FALSE DOCTRINE, HERESY, AND SCHISM
(1) O'Connor's Breach with Lovett (1841)
Whilst striving, with energy and success, to establish his supremacy over the National Charter Association, O'Connor was carrying on a vigorous campaign against all rival and parallel organisations within the Chartist world. In this warfare he had the enthusiastic and unquestioning support of the great mass of the members of the Association, who were anxious above all to avoid the schisms and disunion which had been so devastating in 1839. Even allies were not tolerated if they aspired to independence; there must be one army and one leader. Thus the personal desires of O'Connor and the intolerant notions of his followers worked together for the same ends.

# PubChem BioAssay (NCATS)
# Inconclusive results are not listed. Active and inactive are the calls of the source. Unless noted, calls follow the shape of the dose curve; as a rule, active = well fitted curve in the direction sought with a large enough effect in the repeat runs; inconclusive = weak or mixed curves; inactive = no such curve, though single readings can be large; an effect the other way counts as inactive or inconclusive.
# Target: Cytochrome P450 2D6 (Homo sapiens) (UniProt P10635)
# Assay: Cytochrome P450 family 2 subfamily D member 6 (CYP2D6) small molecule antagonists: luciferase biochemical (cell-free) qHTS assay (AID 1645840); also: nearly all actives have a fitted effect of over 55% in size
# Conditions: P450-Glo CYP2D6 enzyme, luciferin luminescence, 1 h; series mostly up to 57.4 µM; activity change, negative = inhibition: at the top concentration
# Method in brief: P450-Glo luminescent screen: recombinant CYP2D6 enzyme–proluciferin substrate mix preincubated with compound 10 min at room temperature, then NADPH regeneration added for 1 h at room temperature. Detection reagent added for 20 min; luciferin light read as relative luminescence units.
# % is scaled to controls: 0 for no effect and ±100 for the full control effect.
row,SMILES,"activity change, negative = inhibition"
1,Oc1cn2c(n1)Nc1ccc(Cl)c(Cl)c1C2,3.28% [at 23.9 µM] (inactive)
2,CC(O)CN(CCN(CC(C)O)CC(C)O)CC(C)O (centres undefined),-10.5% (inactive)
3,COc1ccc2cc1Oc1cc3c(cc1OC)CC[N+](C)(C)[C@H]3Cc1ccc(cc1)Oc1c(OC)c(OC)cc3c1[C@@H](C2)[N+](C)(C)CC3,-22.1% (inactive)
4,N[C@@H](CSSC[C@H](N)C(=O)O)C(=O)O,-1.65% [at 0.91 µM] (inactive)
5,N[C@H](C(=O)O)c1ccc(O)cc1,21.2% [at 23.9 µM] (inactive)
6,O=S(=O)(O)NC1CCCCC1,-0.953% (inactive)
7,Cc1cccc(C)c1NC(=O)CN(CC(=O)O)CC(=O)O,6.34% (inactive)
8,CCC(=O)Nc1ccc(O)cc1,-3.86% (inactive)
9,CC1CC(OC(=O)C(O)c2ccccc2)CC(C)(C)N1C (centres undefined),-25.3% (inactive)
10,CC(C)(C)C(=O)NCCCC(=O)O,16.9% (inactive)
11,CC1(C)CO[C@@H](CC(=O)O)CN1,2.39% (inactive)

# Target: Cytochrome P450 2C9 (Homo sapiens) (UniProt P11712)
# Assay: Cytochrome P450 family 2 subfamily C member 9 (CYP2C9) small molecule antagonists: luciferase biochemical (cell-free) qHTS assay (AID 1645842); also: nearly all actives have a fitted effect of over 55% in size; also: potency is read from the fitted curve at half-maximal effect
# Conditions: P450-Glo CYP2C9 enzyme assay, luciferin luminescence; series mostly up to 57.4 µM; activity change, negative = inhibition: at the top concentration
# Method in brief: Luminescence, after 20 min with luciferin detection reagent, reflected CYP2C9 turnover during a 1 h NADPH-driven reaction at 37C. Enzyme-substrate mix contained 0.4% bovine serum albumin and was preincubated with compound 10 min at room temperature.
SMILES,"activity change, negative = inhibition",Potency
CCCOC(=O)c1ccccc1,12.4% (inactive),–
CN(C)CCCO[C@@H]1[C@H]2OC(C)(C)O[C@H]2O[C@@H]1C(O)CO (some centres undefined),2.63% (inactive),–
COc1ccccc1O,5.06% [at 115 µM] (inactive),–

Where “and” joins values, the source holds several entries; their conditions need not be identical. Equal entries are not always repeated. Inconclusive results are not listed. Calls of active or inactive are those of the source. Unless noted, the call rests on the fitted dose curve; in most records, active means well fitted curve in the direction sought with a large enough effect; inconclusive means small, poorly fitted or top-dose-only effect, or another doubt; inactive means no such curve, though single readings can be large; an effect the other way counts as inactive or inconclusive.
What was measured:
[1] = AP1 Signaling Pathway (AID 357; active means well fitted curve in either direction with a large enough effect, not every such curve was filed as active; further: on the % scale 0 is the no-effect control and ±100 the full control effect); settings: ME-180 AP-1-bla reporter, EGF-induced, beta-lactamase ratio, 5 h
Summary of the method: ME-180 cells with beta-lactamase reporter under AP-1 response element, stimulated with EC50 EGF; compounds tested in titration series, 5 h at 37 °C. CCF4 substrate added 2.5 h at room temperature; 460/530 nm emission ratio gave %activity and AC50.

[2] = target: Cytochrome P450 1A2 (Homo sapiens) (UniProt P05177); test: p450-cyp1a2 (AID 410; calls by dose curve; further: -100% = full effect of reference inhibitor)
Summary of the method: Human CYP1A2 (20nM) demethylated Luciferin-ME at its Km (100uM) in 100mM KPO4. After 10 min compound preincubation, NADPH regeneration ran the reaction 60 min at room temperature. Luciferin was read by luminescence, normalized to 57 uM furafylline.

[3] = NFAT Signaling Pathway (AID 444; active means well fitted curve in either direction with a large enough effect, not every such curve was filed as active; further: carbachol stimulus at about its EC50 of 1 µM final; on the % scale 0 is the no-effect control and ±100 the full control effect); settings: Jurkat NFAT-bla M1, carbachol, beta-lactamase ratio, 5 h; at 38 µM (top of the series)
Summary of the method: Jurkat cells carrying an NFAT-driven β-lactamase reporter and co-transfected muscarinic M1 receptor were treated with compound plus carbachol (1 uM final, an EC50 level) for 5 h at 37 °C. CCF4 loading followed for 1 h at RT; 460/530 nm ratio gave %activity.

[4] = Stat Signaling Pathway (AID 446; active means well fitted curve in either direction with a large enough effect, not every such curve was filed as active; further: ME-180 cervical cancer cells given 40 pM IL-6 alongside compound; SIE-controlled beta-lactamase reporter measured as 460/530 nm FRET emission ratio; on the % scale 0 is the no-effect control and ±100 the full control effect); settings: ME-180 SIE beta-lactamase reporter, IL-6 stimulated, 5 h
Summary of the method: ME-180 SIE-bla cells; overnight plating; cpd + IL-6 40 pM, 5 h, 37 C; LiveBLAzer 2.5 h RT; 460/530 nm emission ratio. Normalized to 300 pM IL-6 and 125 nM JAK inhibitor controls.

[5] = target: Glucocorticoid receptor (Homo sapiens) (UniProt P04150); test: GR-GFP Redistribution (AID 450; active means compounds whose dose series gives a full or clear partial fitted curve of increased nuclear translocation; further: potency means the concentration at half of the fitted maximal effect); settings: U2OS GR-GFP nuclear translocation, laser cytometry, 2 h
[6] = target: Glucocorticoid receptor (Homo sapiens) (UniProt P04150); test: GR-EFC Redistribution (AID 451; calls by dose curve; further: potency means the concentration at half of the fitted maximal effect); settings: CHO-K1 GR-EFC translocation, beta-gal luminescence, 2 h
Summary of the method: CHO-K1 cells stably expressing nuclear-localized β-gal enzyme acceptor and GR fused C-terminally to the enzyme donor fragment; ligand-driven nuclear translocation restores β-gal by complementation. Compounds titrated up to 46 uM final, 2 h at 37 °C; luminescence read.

The first rival scheme to come under O'Connor's ban was the National Association for Promoting the Improvement of the People, which, as we have seen, was being inaugurated by Lovett and Collins. The opposition between Lovett and O'Connor was the opposition of two completely different personalities. Lovett was a thin, delicate, nervous, retiring, serious, and ascetic man to whom life was a tragedy, made bearable only by self-abnegation and devotion to the welfare of others. O'Connor was a great, burly, bouncing, hail-fellow-well-met, to whom the essence of life was political agitation, involving crowds, excitement, applause, and authority, the end and purpose of the agitation being but secondary. The two were totally incompatible. Lovett lacked the saving grace of a sense of humour, and O'Connor jarred on